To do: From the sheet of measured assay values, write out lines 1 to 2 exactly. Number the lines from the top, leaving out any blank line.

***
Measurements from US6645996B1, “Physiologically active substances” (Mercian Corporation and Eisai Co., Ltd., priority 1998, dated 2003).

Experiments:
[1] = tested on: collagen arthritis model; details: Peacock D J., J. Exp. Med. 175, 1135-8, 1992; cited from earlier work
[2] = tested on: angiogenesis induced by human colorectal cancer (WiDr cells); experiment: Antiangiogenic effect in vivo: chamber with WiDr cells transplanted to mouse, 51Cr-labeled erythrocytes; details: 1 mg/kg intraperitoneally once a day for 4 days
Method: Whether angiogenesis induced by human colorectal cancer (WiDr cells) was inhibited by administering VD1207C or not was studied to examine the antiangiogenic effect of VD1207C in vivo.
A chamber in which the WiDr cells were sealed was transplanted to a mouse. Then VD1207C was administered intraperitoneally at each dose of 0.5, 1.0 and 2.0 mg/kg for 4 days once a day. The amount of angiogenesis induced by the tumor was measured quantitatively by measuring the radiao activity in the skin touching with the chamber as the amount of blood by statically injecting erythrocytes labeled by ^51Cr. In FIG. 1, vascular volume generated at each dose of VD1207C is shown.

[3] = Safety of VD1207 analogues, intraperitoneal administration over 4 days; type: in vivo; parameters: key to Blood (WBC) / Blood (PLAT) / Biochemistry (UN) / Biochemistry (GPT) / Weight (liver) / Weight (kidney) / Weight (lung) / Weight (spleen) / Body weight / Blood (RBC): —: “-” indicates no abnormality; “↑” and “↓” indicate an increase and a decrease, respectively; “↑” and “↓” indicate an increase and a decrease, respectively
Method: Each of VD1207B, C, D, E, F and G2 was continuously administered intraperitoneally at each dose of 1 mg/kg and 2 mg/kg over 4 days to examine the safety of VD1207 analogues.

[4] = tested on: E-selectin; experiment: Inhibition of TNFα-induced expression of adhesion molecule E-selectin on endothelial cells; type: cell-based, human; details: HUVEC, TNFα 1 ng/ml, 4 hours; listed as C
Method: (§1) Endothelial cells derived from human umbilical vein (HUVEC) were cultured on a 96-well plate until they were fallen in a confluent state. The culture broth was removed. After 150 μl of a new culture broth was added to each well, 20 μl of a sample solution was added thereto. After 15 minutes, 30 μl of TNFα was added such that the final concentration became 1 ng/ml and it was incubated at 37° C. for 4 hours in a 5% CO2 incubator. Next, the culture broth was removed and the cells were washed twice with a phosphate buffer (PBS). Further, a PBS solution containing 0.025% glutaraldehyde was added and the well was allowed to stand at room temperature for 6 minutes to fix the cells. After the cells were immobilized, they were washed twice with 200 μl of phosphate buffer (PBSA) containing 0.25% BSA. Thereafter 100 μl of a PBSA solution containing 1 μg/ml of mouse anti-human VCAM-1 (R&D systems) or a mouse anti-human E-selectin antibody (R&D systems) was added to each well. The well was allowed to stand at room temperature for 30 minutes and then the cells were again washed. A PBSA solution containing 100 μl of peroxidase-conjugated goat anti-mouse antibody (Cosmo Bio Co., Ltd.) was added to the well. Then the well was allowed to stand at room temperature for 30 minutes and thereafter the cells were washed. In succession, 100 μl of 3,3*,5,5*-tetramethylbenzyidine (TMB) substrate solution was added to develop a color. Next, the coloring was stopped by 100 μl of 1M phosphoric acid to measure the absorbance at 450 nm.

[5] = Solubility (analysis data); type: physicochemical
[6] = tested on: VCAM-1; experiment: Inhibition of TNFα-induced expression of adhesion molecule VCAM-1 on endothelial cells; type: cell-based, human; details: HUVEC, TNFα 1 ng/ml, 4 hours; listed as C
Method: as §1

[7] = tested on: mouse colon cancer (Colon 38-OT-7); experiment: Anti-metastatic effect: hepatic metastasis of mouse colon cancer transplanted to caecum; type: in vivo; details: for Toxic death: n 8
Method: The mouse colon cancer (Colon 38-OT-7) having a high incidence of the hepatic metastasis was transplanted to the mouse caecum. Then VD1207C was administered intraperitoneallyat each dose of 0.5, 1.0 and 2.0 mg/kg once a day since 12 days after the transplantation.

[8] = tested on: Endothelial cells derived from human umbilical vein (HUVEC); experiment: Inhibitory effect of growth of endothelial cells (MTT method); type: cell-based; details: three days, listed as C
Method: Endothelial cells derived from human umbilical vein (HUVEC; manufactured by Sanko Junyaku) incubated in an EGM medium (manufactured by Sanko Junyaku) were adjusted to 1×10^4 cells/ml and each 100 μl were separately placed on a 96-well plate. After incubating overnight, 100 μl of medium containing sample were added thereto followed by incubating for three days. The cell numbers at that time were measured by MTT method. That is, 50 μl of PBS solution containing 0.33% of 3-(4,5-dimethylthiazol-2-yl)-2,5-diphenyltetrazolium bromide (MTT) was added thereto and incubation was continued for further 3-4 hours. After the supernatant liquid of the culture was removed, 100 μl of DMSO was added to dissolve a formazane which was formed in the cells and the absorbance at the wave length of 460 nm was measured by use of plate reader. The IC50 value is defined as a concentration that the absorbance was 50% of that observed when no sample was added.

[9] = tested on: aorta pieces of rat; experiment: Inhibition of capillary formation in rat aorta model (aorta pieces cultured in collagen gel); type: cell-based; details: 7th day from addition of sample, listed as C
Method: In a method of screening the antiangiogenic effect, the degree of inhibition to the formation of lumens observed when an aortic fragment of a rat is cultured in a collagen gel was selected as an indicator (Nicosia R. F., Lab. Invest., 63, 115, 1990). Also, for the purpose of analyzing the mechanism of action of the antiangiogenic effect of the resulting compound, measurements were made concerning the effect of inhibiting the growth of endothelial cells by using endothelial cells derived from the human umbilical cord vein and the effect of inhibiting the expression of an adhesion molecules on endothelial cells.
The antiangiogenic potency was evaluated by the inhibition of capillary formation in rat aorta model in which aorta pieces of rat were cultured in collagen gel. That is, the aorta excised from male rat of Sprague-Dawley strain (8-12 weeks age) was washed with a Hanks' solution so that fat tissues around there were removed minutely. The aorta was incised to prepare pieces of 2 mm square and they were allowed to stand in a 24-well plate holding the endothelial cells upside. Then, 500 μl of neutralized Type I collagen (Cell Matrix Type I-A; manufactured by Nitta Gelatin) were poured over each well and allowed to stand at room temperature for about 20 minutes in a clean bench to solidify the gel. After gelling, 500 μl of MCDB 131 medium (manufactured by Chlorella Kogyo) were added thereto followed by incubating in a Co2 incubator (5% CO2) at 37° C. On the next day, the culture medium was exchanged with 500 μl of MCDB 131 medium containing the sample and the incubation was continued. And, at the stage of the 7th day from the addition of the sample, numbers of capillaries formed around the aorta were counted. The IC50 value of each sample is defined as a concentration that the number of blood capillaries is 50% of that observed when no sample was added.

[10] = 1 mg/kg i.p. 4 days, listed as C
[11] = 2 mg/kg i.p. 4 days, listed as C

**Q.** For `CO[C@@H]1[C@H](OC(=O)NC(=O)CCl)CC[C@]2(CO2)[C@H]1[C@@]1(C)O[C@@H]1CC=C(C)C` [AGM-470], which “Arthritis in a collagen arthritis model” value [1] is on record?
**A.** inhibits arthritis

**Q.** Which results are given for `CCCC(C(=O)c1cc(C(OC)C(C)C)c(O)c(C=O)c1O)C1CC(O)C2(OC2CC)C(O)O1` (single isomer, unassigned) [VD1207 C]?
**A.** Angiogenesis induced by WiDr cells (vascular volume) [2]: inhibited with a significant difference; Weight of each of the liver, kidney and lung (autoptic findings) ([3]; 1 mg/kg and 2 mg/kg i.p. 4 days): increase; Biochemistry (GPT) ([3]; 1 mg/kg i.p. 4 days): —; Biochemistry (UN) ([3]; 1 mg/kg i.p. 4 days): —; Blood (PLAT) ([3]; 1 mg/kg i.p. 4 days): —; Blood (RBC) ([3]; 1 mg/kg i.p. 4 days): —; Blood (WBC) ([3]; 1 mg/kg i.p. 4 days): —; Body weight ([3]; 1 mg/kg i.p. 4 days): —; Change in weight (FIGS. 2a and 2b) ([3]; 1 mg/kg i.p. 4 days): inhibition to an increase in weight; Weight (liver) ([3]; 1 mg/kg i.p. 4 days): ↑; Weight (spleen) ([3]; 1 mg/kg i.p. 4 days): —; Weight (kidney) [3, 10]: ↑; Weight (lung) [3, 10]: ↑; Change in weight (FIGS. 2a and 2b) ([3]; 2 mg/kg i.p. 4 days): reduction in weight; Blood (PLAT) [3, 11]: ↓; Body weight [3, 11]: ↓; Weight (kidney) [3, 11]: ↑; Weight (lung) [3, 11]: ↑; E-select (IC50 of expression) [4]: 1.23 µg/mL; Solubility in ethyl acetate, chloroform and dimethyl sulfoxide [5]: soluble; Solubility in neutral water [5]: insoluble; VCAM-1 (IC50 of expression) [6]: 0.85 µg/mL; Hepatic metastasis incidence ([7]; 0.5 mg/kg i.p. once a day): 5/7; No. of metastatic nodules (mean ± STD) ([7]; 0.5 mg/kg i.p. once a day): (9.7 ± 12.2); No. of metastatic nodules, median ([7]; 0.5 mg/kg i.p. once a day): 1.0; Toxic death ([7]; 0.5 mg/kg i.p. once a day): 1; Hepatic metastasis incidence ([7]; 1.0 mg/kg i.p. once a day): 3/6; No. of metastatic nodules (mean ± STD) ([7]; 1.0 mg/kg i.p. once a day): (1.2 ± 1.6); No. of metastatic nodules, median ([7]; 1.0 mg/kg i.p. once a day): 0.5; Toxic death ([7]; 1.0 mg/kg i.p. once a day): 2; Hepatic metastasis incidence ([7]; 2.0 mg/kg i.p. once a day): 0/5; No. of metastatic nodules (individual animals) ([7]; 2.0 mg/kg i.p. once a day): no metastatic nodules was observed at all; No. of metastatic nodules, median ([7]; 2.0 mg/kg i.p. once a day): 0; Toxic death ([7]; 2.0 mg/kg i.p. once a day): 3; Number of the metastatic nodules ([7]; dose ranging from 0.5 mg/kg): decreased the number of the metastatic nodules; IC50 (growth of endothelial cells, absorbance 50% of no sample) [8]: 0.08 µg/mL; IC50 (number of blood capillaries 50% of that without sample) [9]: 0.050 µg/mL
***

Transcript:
Measurements from US6645996B1, “Physiologically active substances” (Mercian Corporation and Eisai Co., Ltd., priority 1998, dated 2003).

Experiments: